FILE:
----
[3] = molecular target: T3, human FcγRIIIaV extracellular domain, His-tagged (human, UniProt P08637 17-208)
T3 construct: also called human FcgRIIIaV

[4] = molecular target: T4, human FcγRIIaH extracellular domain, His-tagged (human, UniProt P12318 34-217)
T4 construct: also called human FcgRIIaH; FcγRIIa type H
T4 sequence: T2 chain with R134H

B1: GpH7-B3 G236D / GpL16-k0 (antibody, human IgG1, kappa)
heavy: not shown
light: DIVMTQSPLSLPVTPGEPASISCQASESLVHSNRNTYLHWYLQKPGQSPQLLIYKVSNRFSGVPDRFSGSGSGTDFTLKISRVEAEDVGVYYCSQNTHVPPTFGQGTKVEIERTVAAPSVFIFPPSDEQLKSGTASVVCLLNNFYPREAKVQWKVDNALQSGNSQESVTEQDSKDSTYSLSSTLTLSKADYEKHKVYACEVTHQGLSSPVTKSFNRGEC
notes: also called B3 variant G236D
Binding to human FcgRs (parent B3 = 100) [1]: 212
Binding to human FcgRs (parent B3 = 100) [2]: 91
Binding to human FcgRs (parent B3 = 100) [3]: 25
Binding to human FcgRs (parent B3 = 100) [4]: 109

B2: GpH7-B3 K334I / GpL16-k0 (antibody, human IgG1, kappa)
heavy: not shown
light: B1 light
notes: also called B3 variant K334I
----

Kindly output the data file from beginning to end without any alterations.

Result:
[3] = molecular target: T3, human FcγRIIIaV extracellular domain, His-tagged (human, UniProt P08637 17-208)
T3 construct: also called human FcgRIIIaV

[4] = molecular target: T4, human FcγRIIaH extracellular domain, His-tagged (human, UniProt P12318 34-217)
T4 construct: also called human FcgRIIaH; FcγRIIa type H
T4 sequence: T2 chain with R134H

B1: GpH7-B3 G236D / GpL16-k0 (antibody, human IgG1, kappa)
heavy: not shown
light: DIVMTQSPLSLPVTPGEPASISCQASESLVHSNRNTYLHWYLQKPGQSPQLLIYKVSNRFSGVPDRFSGSGSGTDFTLKISRVEAEDVGVYYCSQNTHVPPTFGQGTKVEIERTVAAPSVFIFPPSDEQLKSGTASVVCLLNNFYPREAKVQWKVDNALQSGNSQESVTEQDSKDSTYSLSSTLTLSKADYEKHKVYACEVTHQGLSSPVTKSFNRGEC
notes: also called B3 variant G236D
Binding to human FcgRs (parent B3 = 100) [1]: 212
Binding to human FcgRs (parent B3 = 100) [2]: 91
Binding to human FcgRs (parent B3 = 100) [3]: 25
Binding to human FcgRs (parent B3 = 100) [4]: 109

B2: GpH7-B3 K334I / GpL16-k0 (antibody, human IgG1, kappa)
heavy: not shown
light: B1 light
notes: also called B3 variant K334I